Contemplation + Solitide + Gratitude for the Little Things

My chores are completed. Outside is where I have chosen to sit on this beautiful Monday afternoon. Today, Columbus Day is one of those “free” days off from work. I don’t wish to engage in a debate about Columbus or why we honor him still. So, please…

I cherish the weather I am enjoying this day. Solid blue skies, a gentle breath undulating the changing leaves and temperatures in the seventies. In the middle of October when I know the much colder weather is right around the corner forcing me to retreat inside. To a more comfortable climate.

I’m enjoying a cigar, a dram of scotch. If you must know it is 15-year-old Balvenie Double Cask. It is smooth and delicious. I was reading a book written by Matthieu Ricard who has been called the “happiest man in the world.” I know what makes me happy and it is the simple pleasures of life, the pleasures that I am enjoying now. I have a great deal of gratitude for the simplicity that is my life. I have a wife of 31-years whom I deeply love and who every day I have to spend with her makes me lucky and grateful for her presence. I have made choices that in hindsight I would not have made, this is not one of them.

As I was reading Matthieu’s book, my mind began as it often does to other things. My wife, when I sit outside often will find me with my Kindle closed staring off into space contemplating something. In a few short hours, darkness will arrive. Shadows are already lengthening and reminding me of the abbreviated daylight. As the light begins to fade I find myself thinking of life in general and of my father. As he started his 80th year in March and freshly discharged from a hospital bed, I think about how brief our lives really are. I think about the gratitude which I have and the work I have done in my life to ensure I enjoy my life.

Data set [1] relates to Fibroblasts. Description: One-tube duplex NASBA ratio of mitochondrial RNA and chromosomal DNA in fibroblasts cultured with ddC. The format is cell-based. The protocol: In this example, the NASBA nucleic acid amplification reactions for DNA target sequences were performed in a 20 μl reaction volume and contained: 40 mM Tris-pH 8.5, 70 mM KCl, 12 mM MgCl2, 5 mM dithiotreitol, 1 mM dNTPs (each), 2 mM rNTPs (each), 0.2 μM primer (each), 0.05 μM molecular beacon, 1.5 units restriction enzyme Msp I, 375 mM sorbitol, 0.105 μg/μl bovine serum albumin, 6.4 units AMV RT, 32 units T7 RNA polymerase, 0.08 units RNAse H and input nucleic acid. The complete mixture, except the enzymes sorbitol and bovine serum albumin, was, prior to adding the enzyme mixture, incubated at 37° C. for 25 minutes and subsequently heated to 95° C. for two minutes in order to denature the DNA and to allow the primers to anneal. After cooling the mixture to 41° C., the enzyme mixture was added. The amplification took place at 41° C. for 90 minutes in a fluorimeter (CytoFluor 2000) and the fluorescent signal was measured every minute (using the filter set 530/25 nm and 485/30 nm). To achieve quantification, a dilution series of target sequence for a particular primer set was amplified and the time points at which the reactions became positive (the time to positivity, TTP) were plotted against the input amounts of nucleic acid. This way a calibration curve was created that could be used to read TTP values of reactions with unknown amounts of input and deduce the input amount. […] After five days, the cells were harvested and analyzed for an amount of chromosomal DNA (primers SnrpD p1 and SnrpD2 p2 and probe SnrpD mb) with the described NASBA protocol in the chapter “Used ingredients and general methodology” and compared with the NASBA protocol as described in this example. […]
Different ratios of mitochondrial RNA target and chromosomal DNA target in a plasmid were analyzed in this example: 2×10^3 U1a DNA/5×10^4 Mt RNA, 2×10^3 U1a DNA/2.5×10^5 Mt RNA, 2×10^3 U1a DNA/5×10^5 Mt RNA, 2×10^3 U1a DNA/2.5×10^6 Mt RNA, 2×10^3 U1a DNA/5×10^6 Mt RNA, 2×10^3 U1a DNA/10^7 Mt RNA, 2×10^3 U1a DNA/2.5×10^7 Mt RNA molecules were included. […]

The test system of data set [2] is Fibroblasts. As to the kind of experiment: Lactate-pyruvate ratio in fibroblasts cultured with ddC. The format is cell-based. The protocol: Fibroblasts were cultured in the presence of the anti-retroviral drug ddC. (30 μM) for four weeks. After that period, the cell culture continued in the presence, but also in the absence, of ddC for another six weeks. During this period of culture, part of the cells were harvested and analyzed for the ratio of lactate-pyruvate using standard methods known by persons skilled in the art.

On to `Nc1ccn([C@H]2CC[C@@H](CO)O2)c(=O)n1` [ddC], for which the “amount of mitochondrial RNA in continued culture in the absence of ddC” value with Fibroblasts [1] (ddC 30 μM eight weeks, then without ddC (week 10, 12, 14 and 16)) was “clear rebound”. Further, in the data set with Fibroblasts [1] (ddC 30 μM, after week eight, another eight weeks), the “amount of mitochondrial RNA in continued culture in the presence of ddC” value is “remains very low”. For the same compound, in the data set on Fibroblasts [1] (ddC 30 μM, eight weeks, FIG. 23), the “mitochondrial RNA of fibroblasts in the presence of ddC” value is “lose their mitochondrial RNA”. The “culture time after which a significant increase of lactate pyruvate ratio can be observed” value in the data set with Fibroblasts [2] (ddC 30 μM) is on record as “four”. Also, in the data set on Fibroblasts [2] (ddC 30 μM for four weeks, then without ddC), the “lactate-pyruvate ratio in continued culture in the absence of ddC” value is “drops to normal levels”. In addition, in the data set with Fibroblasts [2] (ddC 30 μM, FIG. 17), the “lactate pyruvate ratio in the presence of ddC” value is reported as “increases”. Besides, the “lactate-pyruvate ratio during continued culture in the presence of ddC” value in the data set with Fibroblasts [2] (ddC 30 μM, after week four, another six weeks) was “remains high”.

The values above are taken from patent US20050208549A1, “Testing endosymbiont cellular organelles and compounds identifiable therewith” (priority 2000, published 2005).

My dad’s health as he manages the symptoms of Post-Polio Syndrome continue to cause a struggle. A recent visit to his doctor found cancer below his chin. The doctor said it is not a melanoma but cancer. I am unsure of the difference but hope to hear of the treatment planned within the next week. The doctor also suggested an appointment with a neurologist as his memory is beginning to fail. The light in his eyes remains strong and is difficult to see his memory fading. I can see the frustration in his eyes when something requires being repeated. More will be known after his neurology appointment.


I have learned a lot from my father, more than he will ever know. For that knowledge I am grateful. He has taught me the importance of living my life and enjoying the simple things. I recall sitting outside with him when I was just a boy of 10. I recall him looking up at the sky as it darkened with approaching night and stating, “I wonder what the poor folk are doing?” It took me years to figure out what he meant by this statement. Thankfully not too many years have transpired since my education and understanding of his meaning. It is the little things which I have learned to bring me the most happiness.

Some of the things which I enjoy today are our new puppy, a good run, the ability to still run, the ability to and willingness to write and share my thought with you, the ability to do the work which I really love, seeing my children enjoy success, our grandson, the sunrise and sunset, time spent alone, my Kindle which carries the promise of a good story, a cigar, a dram of scotch or whiskey, time spent with my wife.


The temperatures are beginning to fall as darkness approaches so it is time for me to retire inside. I hope with all of the sincerity in the world that you allow yourself to figure out what brings peace and happiness in your life. Identify those things, bask in them and enjoy your life.

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